Past experience on such incidents suggest two strong possibilities.  A fire being ignited in the compound due to some reason and spreading to an area where there may have been charge bags of artillery shells. Charge bags contain propellants which belong to the LE  category. The intense heat could have caused explosions,  in the store itself, though normally it  does not happen. However it's impact is  limited as the projectile does not travel. Or else, the ignited charge bags, propel the the shells to distant places, as both components are stored together. However, the shells may not explode on landing as they are unarmed, or without fuzes. The collateral damage to buildings may be due to the blast. The fact that no civilians were killed suggest that they had sufficient time to evacuate from the area as the first explosions were within the storage and the bellowing smoke gave them the signal. This evidence could be found without much difficulty at all. The most important question that begs an answer is, how does heat and temperature cause HE to activate. This could only have a technical explanation.

A Possible Way Forward

Standard lessons like where should ammunition be dumped and how, are the most obvious.

Look and learn, going back to Pulgoan, it is interesting to note that the Comptroller  and Auditor General (CAG) in India is privy to all what takes place in any military establishment. I doubt Sri Lanka has any system like that. It is very logical for the CAG to be in charge as he is the custodian of the State's purse. It is a very robust safety valve. In fact in 2013, the CAG of India had observed the deficiencies in Pulgoan.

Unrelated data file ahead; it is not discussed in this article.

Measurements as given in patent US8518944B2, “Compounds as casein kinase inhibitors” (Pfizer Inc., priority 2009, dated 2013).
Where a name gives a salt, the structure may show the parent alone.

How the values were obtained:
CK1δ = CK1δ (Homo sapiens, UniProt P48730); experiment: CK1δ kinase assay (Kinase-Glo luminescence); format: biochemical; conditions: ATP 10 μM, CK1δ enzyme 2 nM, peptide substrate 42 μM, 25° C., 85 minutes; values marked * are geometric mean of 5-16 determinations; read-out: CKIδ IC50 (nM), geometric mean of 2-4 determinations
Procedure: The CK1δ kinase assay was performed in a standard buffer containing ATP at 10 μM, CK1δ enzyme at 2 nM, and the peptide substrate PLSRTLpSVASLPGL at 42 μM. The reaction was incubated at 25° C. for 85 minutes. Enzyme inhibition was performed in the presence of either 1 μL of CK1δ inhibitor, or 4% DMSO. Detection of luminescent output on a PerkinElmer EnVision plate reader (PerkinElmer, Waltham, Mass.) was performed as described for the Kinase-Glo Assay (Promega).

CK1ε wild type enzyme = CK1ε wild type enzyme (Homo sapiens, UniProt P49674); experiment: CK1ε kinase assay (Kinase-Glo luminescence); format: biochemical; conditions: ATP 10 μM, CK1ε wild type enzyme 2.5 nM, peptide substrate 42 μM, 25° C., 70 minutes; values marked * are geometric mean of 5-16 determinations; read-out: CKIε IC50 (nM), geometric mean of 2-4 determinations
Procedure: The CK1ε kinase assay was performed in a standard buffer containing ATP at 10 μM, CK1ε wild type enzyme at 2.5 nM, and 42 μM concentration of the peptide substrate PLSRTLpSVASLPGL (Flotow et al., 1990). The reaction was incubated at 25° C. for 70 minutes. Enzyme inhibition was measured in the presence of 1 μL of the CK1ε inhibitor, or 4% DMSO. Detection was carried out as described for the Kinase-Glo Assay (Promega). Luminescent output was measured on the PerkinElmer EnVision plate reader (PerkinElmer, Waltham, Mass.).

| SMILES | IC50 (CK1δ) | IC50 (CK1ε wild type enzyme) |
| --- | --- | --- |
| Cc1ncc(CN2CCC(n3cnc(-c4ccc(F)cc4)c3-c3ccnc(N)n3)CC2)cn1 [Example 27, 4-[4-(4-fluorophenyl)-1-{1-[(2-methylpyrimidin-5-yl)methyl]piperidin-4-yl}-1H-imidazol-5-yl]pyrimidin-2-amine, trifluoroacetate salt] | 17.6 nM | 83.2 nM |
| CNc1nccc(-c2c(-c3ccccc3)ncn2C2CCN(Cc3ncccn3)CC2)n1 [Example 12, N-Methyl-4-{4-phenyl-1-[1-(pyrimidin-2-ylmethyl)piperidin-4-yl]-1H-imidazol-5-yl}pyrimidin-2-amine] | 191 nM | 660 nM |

Safety, standards  to be followed are also very important. In the current context many countries adhere to the UN Hazards Division List 1.1 to 1.4.

Accountability, regular audits should be a key component in the safety mechanism.

Foreign assistance, is vital as it could come from the countries that sold/manufactured the munitions and those who have investigated such cases.

Professionalism, since explosives are related to physical  and chemical activity, those undergoing training should be qualified in those subjects.

National Responsibility  and Obligation, again Pulgoan teaches  us a good lesson. Reading through The Hindu, Indian Express one will see the degree of  restraint they maintained in reporting inaccuracies and fantasy. The responsibility of the media should not be only to report the plight of the affected but to be objective and balanced. Sadly, we see media organisations trying to be the "Best". More emphasis is on political perceptions. The Army, a disciplined and hierarchical organisation that cannot talk out of turn or unprofessionally. Therefore, it is handicapped.  The same happened in Pulgoan, the Army did not rush to give statements. Their immediate concern was control, management and   restoration. 

Clearly, the Nation is going through turbulent times. Navigating  in choppy waters is not easy either. One, an  act of God the other an act of man. Let us all be responsible.